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Posted by Rick Threadgill on February 15, 2001 at 10:59:16:
In Reply to: What am I doing wrong with my playing??? posted by Antonio on February 13, 2001 at 23:58:41:
: Hello all! I am new to this board, but I am in serious need of help.
: I have been playing for close to 5 years now, and find myself to be a proficient enough bass player to hold down my groove. BUT.......
: In these past 2 years, I have barely progressed enough to notice. Yes, this is a RUT. One hell of a rut might I add. I have done everything people have told me to do... I have listened to ALL sorts of different music and do so religiously, tried to play along with it, EVERYTHING. What it always seems to come back to is I play the same note patterns when I am creating a line. As well as my finger picking speed is quite slow. I can't keep anything going consistently when I am playing faster. Slower things aren't a problem and I articulate these lines and notes VERY WELL. I don't know what to do here ladies and gentlemen. For the love of everything holy, I am begging for suggestions.
: I appreciate any and all comments that you may have!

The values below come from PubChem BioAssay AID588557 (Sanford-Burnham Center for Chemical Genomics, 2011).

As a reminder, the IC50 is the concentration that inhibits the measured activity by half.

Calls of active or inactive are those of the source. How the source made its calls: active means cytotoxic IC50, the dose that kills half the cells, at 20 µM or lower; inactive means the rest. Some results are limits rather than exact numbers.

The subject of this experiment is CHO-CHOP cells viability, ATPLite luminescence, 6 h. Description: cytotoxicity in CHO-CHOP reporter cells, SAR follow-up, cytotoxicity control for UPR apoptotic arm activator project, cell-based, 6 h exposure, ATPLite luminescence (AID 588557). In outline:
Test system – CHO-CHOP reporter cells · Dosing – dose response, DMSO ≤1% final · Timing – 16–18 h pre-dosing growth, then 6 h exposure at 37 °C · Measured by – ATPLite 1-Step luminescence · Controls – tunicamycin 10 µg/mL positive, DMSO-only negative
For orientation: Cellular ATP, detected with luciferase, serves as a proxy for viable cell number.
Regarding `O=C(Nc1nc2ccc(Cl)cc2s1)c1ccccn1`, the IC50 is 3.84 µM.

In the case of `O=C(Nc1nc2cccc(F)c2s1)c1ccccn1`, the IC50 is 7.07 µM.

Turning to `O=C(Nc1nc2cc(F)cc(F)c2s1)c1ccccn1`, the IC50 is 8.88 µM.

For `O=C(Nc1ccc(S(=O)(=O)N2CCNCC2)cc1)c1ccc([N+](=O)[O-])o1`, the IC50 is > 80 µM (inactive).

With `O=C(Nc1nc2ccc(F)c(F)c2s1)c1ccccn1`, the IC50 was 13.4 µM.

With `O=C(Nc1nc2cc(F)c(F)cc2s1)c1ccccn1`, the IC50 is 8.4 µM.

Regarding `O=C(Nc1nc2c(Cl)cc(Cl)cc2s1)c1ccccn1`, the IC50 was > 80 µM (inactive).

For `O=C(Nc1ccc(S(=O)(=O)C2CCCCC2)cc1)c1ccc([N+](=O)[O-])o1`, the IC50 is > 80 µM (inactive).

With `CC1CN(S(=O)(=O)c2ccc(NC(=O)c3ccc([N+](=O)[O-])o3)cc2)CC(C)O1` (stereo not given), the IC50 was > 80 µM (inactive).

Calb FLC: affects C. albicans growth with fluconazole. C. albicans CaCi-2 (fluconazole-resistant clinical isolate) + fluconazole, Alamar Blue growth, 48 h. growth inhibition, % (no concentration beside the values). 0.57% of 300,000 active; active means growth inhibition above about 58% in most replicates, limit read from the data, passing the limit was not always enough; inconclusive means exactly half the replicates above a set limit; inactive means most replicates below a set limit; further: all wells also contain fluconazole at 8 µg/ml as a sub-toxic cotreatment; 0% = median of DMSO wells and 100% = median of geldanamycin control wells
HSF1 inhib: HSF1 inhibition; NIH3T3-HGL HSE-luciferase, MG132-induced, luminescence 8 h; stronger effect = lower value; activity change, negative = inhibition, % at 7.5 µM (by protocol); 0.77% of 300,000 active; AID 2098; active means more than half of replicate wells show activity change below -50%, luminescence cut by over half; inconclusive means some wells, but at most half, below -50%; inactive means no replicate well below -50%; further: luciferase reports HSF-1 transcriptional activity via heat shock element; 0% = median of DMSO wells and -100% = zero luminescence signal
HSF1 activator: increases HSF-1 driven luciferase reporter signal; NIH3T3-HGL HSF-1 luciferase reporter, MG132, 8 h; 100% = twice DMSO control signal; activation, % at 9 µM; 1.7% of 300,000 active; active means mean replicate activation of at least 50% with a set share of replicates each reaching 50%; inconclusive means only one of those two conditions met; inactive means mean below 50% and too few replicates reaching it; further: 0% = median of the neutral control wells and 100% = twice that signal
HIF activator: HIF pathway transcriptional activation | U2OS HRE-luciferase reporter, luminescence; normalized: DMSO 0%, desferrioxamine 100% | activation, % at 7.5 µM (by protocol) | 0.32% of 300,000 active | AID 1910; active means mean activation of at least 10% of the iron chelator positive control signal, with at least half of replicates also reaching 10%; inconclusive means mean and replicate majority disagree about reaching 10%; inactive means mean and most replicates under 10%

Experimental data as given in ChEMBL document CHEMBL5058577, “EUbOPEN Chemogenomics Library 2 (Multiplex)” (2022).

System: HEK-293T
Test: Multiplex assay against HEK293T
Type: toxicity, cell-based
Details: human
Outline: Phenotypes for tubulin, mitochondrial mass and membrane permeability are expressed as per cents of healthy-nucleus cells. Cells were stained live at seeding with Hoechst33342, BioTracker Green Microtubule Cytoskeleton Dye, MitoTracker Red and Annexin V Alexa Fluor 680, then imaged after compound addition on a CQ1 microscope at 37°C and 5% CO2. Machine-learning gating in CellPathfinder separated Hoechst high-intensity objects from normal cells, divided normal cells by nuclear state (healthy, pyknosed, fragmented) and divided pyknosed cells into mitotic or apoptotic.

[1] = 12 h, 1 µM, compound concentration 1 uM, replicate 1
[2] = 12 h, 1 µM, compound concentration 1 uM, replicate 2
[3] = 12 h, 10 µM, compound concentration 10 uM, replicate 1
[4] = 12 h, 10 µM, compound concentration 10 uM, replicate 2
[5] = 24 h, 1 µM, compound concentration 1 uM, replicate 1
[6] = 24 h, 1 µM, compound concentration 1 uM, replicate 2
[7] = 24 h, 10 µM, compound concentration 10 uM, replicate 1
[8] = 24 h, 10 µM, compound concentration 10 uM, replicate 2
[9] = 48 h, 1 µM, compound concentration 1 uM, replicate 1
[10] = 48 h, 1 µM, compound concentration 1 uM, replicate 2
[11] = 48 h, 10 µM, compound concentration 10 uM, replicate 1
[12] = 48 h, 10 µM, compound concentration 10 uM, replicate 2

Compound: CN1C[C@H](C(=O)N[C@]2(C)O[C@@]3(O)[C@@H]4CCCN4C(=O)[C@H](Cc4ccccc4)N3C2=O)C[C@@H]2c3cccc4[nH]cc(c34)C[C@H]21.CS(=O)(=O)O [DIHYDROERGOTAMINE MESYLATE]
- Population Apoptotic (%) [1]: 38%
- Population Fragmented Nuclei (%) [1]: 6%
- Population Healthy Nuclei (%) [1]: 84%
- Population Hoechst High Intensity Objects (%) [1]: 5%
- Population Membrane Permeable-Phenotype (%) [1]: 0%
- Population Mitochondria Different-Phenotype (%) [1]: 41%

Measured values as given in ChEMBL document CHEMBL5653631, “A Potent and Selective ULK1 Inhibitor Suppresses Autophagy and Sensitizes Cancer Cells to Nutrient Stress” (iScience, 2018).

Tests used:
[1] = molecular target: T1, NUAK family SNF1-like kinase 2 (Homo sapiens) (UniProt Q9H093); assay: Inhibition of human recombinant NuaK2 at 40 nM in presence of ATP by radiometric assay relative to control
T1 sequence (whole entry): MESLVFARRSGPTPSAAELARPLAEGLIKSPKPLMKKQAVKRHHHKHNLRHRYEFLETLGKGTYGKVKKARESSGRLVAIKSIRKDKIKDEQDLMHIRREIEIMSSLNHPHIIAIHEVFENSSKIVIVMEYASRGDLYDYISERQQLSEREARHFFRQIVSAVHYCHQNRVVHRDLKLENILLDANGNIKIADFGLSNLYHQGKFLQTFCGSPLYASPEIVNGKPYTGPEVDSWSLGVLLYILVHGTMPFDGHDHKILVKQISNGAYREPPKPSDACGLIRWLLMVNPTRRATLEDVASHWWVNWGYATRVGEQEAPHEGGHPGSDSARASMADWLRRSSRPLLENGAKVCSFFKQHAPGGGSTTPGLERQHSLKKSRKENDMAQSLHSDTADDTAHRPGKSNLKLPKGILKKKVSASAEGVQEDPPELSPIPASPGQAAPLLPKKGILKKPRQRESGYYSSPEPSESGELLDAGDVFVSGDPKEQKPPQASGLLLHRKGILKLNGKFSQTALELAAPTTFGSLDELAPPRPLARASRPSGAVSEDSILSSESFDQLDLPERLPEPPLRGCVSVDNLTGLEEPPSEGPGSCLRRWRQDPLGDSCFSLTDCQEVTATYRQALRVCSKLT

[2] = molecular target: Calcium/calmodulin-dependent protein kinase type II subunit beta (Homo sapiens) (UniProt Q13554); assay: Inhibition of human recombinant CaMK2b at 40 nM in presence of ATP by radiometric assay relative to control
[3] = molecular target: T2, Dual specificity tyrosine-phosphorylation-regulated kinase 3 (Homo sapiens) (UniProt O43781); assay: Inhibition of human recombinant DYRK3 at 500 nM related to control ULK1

Yes, tons of good advice and ideas. What I havn't heard so far is something that helped me become the player I'm becoming. Those articulated lines and patterns are there for a reason. It sounds like you don't have a teacher - if this is true, you have the ability to develop YOUR voice uninhibited by a teacher's point of view. Like it was said, we're not knocking teachers. But every person that gives you an approach to something new puts it in their light. It's not like history or math - there are no definitions. Any note, scale, or pattern will likely mean something different to you then them. If that approach becomes engrained, you will find yourself in the same position you are now, but with someone else's viewpoint. Now, those things you articulate so well are examples of how you will play everything if you devote yourself to it. Those are foundations for the voice that will be known as yours. When you find yourself doing patterns, its because you've mastered that style. Now, sit down start playing, force yourself to never play those patterns, and LISTEN. You will hear what you want to come next, but you will not be able to play it. Learn it. One line at a time, running tideas like you did scales. Again, 15 minutes of concentration is better than an hour of screwing around. Let your imagination run, and you wwon't even be able to keep up. This will build the vocabulary that you are now tired of. When you can run through those, go back to playing. Half of the fun I have is learning to incorporate the things I hear into what I play. EVERY MUSICIAN HAS HIT A RUT. Bird, Trane, Jimi and Beethoven all found themselves in a position of discontent within their music. And usually long after reaching what we consider genius. Anyway, I've probably said too much, but I hope you see my point in context with everything else people tell you. Best of luck with all your musical endeavours.
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